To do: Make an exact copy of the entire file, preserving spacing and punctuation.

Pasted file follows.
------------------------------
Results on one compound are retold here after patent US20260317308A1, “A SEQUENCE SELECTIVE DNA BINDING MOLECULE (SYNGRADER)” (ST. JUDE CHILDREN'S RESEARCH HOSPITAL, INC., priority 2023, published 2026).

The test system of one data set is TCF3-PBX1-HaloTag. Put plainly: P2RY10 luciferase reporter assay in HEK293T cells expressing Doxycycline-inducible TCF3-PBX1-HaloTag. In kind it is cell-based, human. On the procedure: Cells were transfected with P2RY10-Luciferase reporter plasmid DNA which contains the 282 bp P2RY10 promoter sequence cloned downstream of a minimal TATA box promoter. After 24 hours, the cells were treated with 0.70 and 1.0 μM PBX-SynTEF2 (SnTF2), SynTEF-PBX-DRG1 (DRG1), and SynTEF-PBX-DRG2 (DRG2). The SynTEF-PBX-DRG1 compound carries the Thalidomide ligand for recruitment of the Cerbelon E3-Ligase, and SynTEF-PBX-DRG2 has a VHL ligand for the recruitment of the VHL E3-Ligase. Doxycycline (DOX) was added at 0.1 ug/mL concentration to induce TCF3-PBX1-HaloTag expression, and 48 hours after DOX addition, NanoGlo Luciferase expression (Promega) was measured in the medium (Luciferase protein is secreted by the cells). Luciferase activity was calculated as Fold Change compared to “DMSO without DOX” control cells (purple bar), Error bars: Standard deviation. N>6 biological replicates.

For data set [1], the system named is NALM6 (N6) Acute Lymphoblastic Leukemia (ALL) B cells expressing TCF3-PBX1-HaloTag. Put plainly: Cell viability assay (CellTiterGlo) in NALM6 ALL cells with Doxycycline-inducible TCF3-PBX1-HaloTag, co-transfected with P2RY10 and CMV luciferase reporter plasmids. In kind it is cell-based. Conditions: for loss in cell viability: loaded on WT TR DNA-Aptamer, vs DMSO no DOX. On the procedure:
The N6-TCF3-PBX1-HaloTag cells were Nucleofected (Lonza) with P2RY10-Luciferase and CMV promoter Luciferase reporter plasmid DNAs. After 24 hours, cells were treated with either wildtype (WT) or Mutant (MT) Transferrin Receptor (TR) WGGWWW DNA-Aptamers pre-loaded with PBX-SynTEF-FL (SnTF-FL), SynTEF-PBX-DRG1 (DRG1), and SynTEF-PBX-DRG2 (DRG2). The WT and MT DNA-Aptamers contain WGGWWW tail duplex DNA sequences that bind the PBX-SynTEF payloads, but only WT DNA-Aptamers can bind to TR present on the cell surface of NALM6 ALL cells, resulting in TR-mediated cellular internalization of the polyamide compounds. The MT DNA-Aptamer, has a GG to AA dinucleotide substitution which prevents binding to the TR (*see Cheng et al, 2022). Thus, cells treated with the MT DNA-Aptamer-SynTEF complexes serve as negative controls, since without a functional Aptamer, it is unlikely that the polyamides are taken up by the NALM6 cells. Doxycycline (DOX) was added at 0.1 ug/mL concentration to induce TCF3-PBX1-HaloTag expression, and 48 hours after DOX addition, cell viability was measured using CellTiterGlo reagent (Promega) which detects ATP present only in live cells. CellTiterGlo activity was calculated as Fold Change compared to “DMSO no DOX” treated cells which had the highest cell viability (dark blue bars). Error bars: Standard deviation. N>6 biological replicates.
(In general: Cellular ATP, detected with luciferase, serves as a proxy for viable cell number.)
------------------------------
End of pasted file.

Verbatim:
Results on one compound are retold here after patent US20260317308A1, “A SEQUENCE SELECTIVE DNA BINDING MOLECULE (SYNGRADER)” (ST. JUDE CHILDREN'S RESEARCH HOSPITAL, INC., priority 2023, published 2026).

The test system of one data set is TCF3-PBX1-HaloTag. Put plainly: P2RY10 luciferase reporter assay in HEK293T cells expressing Doxycycline-inducible TCF3-PBX1-HaloTag. In kind it is cell-based, human. On the procedure: Cells were transfected with P2RY10-Luciferase reporter plasmid DNA which contains the 282 bp P2RY10 promoter sequence cloned downstream of a minimal TATA box promoter. After 24 hours, the cells were treated with 0.70 and 1.0 μM PBX-SynTEF2 (SnTF2), SynTEF-PBX-DRG1 (DRG1), and SynTEF-PBX-DRG2 (DRG2). The SynTEF-PBX-DRG1 compound carries the Thalidomide ligand for recruitment of the Cerbelon E3-Ligase, and SynTEF-PBX-DRG2 has a VHL ligand for the recruitment of the VHL E3-Ligase. Doxycycline (DOX) was added at 0.1 ug/mL concentration to induce TCF3-PBX1-HaloTag expression, and 48 hours after DOX addition, NanoGlo Luciferase expression (Promega) was measured in the medium (Luciferase protein is secreted by the cells). Luciferase activity was calculated as Fold Change compared to “DMSO without DOX” control cells (purple bar), Error bars: Standard deviation. N>6 biological replicates.

For data set [1], the system named is NALM6 (N6) Acute Lymphoblastic Leukemia (ALL) B cells expressing TCF3-PBX1-HaloTag. Put plainly: Cell viability assay (CellTiterGlo) in NALM6 ALL cells with Doxycycline-inducible TCF3-PBX1-HaloTag, co-transfected with P2RY10 and CMV luciferase reporter plasmids. In kind it is cell-based. Conditions: for loss in cell viability: loaded on WT TR DNA-Aptamer, vs DMSO no DOX. On the procedure:
The N6-TCF3-PBX1-HaloTag cells were Nucleofected (Lonza) with P2RY10-Luciferase and CMV promoter Luciferase reporter plasmid DNAs. After 24 hours, cells were treated with either wildtype (WT) or Mutant (MT) Transferrin Receptor (TR) WGGWWW DNA-Aptamers pre-loaded with PBX-SynTEF-FL (SnTF-FL), SynTEF-PBX-DRG1 (DRG1), and SynTEF-PBX-DRG2 (DRG2). The WT and MT DNA-Aptamers contain WGGWWW tail duplex DNA sequences that bind the PBX-SynTEF payloads, but only WT DNA-Aptamers can bind to TR present on the cell surface of NALM6 ALL cells, resulting in TR-mediated cellular internalization of the polyamide compounds. The MT DNA-Aptamer, has a GG to AA dinucleotide substitution which prevents binding to the TR (*see Cheng et al, 2022). Thus, cells treated with the MT DNA-Aptamer-SynTEF complexes serve as negative controls, since without a functional Aptamer, it is unlikely that the polyamides are taken up by the NALM6 cells. Doxycycline (DOX) was added at 0.1 ug/mL concentration to induce TCF3-PBX1-HaloTag expression, and 48 hours after DOX addition, cell viability was measured using CellTiterGlo reagent (Promega) which detects ATP present only in live cells. CellTiterGlo activity was calculated as Fold Change compared to “DMSO no DOX” treated cells which had the highest cell viability (dark blue bars). Error bars: Standard deviation. N>6 biological replicates.
(In general: Cellular ATP, detected with luciferase, serves as a proxy for viable cell number.)